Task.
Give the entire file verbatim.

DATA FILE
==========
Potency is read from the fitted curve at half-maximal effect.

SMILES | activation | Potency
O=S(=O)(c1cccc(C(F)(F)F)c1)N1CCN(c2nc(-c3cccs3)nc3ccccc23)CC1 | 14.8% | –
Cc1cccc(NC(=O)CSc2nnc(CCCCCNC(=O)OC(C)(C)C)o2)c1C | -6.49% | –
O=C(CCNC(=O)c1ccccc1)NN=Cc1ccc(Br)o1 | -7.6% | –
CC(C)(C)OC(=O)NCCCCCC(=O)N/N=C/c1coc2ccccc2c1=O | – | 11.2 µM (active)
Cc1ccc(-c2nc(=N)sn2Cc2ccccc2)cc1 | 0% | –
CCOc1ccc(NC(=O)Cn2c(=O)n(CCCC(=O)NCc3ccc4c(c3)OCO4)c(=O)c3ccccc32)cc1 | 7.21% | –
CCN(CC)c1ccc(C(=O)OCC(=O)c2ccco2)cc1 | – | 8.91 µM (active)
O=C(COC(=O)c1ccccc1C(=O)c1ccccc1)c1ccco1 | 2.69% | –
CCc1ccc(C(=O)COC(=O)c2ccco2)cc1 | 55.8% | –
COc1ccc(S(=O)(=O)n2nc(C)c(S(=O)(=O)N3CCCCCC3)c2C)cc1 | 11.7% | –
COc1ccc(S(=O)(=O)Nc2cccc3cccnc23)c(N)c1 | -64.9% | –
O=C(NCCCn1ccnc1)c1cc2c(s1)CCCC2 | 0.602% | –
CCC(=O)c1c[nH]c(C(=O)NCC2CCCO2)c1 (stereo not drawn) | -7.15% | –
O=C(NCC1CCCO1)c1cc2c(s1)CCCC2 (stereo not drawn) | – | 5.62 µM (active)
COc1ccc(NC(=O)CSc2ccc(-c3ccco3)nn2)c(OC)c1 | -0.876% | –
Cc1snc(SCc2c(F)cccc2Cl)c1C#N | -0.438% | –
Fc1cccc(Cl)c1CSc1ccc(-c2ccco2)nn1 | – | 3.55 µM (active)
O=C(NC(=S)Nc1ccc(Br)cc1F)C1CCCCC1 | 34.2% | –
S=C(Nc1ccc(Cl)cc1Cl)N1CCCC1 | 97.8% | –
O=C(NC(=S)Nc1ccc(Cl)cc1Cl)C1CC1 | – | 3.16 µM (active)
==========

Potency is read from the fitted curve at half-maximal effect.

SMILES | activation | Potency
O=S(=O)(c1cccc(C(F)(F)F)c1)N1CCN(c2nc(-c3cccs3)nc3ccccc23)CC1 | 14.8% | –
Cc1cccc(NC(=O)CSc2nnc(CCCCCNC(=O)OC(C)(C)C)o2)c1C | -6.49% | –
O=C(CCNC(=O)c1ccccc1)NN=Cc1ccc(Br)o1 | -7.6% | –
CC(C)(C)OC(=O)NCCCCCC(=O)N/N=C/c1coc2ccccc2c1=O | – | 11.2 µM (active)
Cc1ccc(-c2nc(=N)sn2Cc2ccccc2)cc1 | 0% | –
CCOc1ccc(NC(=O)Cn2c(=O)n(CCCC(=O)NCc3ccc4c(c3)OCO4)c(=O)c3ccccc32)cc1 | 7.21% | –
CCN(CC)c1ccc(C(=O)OCC(=O)c2ccco2)cc1 | – | 8.91 µM (active)
O=C(COC(=O)c1ccccc1C(=O)c1ccccc1)c1ccco1 | 2.69% | –
CCc1ccc(C(=O)COC(=O)c2ccco2)cc1 | 55.8% | –
COc1ccc(S(=O)(=O)n2nc(C)c(S(=O)(=O)N3CCCCCC3)c2C)cc1 | 11.7% | –
COc1ccc(S(=O)(=O)Nc2cccc3cccnc23)c(N)c1 | -64.9% | –
O=C(NCCCn1ccnc1)c1cc2c(s1)CCCC2 | 0.602% | –
CCC(=O)c1c[nH]c(C(=O)NCC2CCCO2)c1 (stereo not drawn) | -7.15% | –
O=C(NCC1CCCO1)c1cc2c(s1)CCCC2 (stereo not drawn) | – | 5.62 µM (active)
COc1ccc(NC(=O)CSc2ccc(-c3ccco3)nn2)c(OC)c1 | -0.876% | –
Cc1snc(SCc2c(F)cccc2Cl)c1C#N | -0.438% | –
Fc1cccc(Cl)c1CSc1ccc(-c2ccco2)nn1 | – | 3.55 µM (active)
O=C(NC(=S)Nc1ccc(Br)cc1F)C1CCCCC1 | 34.2% | –
S=C(Nc1ccc(Cl)cc1Cl)N1CCCC1 | 97.8% | –
O=C(NC(=S)Nc1ccc(Cl)cc1Cl)C1CC1 | – | 3.16 µM (active)